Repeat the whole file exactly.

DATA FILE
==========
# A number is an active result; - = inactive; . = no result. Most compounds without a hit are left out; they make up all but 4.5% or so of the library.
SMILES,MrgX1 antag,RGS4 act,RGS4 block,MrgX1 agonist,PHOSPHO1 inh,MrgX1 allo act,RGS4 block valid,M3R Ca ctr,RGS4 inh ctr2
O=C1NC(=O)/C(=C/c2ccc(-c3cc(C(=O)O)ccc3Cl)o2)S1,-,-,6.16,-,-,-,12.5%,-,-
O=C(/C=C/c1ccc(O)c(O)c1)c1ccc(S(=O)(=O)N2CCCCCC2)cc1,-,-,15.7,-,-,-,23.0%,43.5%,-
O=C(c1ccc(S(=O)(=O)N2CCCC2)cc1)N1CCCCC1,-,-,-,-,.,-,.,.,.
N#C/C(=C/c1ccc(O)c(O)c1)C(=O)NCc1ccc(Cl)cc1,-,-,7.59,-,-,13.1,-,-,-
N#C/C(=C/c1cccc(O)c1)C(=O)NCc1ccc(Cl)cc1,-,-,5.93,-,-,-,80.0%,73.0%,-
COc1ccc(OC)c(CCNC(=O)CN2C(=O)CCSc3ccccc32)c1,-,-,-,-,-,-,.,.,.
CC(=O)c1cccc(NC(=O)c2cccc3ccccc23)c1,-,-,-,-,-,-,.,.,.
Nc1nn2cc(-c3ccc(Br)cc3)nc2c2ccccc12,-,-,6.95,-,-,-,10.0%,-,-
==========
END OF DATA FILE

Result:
# A number is an active result; - = inactive; . = no result. Most compounds without a hit are left out; they make up all but 4.5% or so of the library.
SMILES,MrgX1 antag,RGS4 act,RGS4 block,MrgX1 agonist,PHOSPHO1 inh,MrgX1 allo act,RGS4 block valid,M3R Ca ctr,RGS4 inh ctr2
O=C1NC(=O)/C(=C/c2ccc(-c3cc(C(=O)O)ccc3Cl)o2)S1,-,-,6.16,-,-,-,12.5%,-,-
O=C(/C=C/c1ccc(O)c(O)c1)c1ccc(S(=O)(=O)N2CCCCCC2)cc1,-,-,15.7,-,-,-,23.0%,43.5%,-
O=C(c1ccc(S(=O)(=O)N2CCCC2)cc1)N1CCCCC1,-,-,-,-,.,-,.,.,.
N#C/C(=C/c1ccc(O)c(O)c1)C(=O)NCc1ccc(Cl)cc1,-,-,7.59,-,-,13.1,-,-,-
N#C/C(=C/c1cccc(O)c1)C(=O)NCc1ccc(Cl)cc1,-,-,5.93,-,-,-,80.0%,73.0%,-
COc1ccc(OC)c(CCNC(=O)CN2C(=O)CCSc3ccccc32)c1,-,-,-,-,-,-,.,.,.
CC(=O)c1cccc(NC(=O)c2cccc3ccccc23)c1,-,-,-,-,-,-,.,.,.
Nc1nn2cc(-c3ccc(Br)cc3)nc2c2ccccc12,-,-,6.95,-,-,-,10.0%,-,-